Notice: Fourth Circuit Local Rule 36(c) States That Citation of Unpublished Dispositions is Disfavored Except for Establishing Res Judicata, Estoppel, or the Law of the Case and Requires Service of Copies of Cited Unpublished Dispositions of the Fourth Circuit.michael D. Culberson, Plaintiff-appellant, v. H.e. Warren, Defendant-appellee, 86 F.3d 1149 (4th Cir. 1996)

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US Court of Appeals for the Fourth Circuit - 86 F.3d 1149 (4th Cir. 1996)

Submitted May 14, 1996. Decided May 29, 1996

Stephen J. Burgess, STEINGOLD & BURGESS, Virginia Beach, Virginia, for Appellant.

Michael F. Imprevento, SACKS, SACKS & IMPREVENTO, Norfolk, Virginia, for Appellee.

Before HAMILTON and WILLIAMS, Circuit Judges, and PHILLIPS, Senior Circuit Judge.



Michael D. Culberson filed a 42 U.S.C. § 1983 (1988) action alleging that H.E. Warren, the Defendant, arrested him without probable cause on August 30, 1992. On that date Culberson and three friends entered a Denny's restaurant around 2:00 a.m. and ordered drinks and meals. Culberson claims that the service was poor and that his party did not receive the meals ordered. Culberson complained to the manager and attempted to pay only for the drinks. The restaurant manager insisted that Culberson pay for the meals. Culberson refused and the Defendant, a part-time police officer, was called over and Culberson was arrested. Culberson contends that the Defendant charged him with defrauding an innkeeper and when the state court magistrate refused to issue a warrant on those grounds the Defendant changed the charge to public intoxication and a warrant was issued.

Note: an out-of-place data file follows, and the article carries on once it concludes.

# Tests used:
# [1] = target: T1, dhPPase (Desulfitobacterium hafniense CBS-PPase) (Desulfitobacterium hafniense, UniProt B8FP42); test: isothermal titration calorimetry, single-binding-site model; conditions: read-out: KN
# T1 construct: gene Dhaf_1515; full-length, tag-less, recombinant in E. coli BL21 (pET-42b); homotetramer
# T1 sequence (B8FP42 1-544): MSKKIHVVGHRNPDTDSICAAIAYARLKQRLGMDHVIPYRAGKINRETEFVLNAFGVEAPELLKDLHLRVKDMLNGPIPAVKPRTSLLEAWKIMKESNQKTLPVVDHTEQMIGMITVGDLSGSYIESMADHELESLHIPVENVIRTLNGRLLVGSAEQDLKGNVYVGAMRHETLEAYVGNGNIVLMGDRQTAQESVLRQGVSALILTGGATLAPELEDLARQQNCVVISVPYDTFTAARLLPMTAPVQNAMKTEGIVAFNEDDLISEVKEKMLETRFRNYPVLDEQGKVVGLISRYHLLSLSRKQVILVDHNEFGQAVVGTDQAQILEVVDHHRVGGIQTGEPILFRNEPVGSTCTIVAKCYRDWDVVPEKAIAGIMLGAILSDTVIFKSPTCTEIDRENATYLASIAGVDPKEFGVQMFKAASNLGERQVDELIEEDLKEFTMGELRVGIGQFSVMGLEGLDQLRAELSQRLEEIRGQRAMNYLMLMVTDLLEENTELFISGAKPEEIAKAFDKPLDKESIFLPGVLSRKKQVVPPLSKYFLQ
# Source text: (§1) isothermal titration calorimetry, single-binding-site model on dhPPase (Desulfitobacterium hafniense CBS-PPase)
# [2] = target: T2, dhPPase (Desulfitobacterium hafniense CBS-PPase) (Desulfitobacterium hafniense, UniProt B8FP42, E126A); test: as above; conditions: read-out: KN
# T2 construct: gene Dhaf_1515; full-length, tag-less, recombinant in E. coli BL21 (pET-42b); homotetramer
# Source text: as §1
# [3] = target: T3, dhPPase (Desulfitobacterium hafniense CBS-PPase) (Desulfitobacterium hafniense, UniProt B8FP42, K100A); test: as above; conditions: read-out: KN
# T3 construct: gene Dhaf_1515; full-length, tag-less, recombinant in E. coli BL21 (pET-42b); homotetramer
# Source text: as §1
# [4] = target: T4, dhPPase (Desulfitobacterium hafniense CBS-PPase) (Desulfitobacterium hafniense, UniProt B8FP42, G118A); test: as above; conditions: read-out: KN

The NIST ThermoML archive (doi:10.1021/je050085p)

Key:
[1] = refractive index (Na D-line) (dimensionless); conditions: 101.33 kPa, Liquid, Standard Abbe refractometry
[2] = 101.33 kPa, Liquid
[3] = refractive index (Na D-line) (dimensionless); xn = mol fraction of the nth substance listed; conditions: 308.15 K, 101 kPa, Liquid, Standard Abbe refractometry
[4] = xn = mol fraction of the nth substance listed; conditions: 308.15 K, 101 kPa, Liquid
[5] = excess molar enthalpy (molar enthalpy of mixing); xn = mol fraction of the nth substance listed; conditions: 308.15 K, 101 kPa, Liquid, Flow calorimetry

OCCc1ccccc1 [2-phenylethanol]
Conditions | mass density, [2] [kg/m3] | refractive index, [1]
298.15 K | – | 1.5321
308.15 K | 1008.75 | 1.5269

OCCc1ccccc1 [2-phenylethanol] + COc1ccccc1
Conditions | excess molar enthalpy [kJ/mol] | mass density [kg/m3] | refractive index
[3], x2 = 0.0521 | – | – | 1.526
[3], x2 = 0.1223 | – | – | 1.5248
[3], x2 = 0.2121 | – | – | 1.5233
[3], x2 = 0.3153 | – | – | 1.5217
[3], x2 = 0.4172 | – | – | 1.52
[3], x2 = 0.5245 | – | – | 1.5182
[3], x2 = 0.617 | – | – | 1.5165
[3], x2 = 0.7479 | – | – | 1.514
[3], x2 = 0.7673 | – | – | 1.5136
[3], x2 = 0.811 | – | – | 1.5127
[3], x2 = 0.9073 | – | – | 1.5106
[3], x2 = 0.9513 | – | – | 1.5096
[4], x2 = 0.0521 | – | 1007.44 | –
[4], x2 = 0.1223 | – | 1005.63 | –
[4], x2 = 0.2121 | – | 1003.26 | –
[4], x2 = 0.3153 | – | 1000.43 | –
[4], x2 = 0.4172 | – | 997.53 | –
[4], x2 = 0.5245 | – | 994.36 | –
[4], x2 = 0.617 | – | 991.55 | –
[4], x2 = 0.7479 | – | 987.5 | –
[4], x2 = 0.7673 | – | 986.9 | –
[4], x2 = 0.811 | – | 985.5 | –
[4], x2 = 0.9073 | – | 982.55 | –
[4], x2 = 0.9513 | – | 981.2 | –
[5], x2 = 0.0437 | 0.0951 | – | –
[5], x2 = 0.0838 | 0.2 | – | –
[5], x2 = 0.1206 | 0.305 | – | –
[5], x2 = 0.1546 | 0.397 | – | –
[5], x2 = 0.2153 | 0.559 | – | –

The district court granted summary judgment to the Defendant on the grounds that he acted pursuant to a valid warrant. Culberson argues that the subsequently issued warrant is irrelevant in determining whether there was probable cause to arrest him. Regardless of the issuance of a warrant, probable cause existed at the time of the arrest. The Defendant stated in an affidavit that he smelled alcohol on Culberson's breath and about his person, noticed that his eyes were bloodshot, that he was unsteady on his feet and that he was acting belligerent. Culberson did not deny the allegation that he was drunk. Thus, the district court properly granted summary judgment on the issue of whether probable cause existed to arrest Culberson for being drunk in public. We reject Culberson's argument that the district court should have determined whether probable cause existed to arrest him for defrauding an innkeeper because it was not squarely presented to the court. Moreover, the argument has no merit because probable cause existed for the sufficiently related charge of being drunk in public. See, e.g. Trejo v. Perez, 693 F.2d 482, 486 (5th Cir. 1982). We dispense with oral argument because the facts and legal contentions are adequately presented in the materials before the court and argument would not aid the decisional process.